Part 14

As we were leaving Stephenville on Route 490, we passed through what had been a large cold war era United States Air Force air defense base. The base closed in the Sixties, but the buildings and main runways remain in use as civilian facilities. As an old Air Force man I found this very interesting. I also noted the flat topography in all directions that must have been a major factor in the base's location. 

A few miles after joining the Trans Canada Highway, we saw a platform and nest on top of a telephone pole off to the right. A large bird, which Craig later identified as an osprey, was leaving the nest. Craig is pretty good at this having seen a bald eagle back in Nova Scotia.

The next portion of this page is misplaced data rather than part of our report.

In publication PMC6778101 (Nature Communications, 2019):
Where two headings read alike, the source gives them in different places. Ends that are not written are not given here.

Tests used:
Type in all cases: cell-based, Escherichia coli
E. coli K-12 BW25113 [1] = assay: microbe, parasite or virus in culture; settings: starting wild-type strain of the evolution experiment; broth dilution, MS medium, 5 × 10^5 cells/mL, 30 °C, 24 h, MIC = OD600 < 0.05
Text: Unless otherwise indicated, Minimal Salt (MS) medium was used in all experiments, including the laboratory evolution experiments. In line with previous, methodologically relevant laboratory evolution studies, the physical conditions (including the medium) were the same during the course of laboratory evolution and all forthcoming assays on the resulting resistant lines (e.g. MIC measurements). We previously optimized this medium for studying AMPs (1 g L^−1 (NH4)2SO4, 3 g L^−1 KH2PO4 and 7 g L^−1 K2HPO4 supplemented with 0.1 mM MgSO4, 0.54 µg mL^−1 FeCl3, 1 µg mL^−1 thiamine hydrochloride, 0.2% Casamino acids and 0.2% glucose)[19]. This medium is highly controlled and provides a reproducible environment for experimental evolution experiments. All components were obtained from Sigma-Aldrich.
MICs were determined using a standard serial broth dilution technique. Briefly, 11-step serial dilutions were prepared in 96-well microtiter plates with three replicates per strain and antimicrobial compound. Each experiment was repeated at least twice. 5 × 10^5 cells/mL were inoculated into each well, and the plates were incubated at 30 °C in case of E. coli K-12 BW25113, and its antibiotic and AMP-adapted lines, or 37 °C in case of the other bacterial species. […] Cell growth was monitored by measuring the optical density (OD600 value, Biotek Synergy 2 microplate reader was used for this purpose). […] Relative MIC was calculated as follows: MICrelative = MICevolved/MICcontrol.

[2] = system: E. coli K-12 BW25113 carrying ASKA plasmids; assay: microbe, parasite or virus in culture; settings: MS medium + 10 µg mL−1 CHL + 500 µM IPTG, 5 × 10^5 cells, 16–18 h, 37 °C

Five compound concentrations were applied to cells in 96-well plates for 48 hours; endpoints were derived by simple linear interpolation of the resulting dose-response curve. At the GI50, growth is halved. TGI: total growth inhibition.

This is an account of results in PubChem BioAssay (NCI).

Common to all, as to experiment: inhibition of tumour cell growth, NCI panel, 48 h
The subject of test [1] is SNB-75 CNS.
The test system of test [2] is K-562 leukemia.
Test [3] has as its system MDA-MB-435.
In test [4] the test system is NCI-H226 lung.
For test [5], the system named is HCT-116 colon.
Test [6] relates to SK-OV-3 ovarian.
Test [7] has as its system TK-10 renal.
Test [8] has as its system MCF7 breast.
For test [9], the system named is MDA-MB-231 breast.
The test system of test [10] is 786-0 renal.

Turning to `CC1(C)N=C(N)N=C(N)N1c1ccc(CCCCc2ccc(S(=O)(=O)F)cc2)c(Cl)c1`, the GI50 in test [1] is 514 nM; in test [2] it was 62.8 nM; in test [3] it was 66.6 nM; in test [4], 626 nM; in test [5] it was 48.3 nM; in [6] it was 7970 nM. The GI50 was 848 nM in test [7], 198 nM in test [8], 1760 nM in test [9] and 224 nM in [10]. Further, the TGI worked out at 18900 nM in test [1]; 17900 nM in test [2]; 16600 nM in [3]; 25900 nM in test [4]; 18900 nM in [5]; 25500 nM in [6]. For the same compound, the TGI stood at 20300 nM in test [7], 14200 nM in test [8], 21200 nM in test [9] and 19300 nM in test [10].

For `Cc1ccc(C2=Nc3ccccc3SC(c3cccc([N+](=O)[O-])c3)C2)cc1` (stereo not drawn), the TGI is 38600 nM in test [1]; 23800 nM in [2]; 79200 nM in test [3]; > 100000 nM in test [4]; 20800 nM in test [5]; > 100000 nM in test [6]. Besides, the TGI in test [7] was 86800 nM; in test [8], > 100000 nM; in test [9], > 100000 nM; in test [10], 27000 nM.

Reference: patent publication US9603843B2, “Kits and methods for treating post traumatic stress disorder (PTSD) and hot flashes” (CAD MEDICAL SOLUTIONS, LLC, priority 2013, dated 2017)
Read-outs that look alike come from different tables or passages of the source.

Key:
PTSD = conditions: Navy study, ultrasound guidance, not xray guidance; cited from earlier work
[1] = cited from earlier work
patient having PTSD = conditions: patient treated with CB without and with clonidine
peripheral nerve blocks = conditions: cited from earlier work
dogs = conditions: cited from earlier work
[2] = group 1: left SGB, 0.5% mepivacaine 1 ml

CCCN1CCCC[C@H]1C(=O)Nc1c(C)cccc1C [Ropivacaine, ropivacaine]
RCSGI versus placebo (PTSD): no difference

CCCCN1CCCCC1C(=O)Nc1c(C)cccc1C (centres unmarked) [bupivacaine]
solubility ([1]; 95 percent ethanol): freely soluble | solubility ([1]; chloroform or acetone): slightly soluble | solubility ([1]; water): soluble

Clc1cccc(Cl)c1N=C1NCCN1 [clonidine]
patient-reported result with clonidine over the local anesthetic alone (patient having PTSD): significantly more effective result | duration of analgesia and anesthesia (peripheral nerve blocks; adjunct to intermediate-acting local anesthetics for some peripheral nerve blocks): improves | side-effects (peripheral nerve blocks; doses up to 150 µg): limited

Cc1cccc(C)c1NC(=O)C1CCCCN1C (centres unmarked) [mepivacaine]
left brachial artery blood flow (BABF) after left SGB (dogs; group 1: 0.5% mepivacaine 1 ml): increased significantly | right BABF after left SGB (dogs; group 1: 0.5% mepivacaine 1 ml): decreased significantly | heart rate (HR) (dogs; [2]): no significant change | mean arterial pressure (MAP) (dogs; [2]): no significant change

Soon we stopped for breakfast at the restaurant we had visited on our first day in Newfoundland. The folks recognized us right away, and we enjoyed telling them about all of our adventures. We had plenty of time to visit because Craig had made a reservation for the five o'clock ferry the night before. We were only 75 miles from Port Aux Basque with only one thing left on our agenda: the Rose Blanche lighthouse.

As we headed down the highway into the Codroy Valley under a patchy sky, I was struck by how much prettier it looked than I had recalled from our first day. At one point the mountains on both sides of the road were so impressive that we pulled over to take some pictures. Perhaps being up all night on the ferry or the initial excitement caused me to have tunnel vision the first time through. In any event, if you arrive by ferry, you will see the valley coming and going.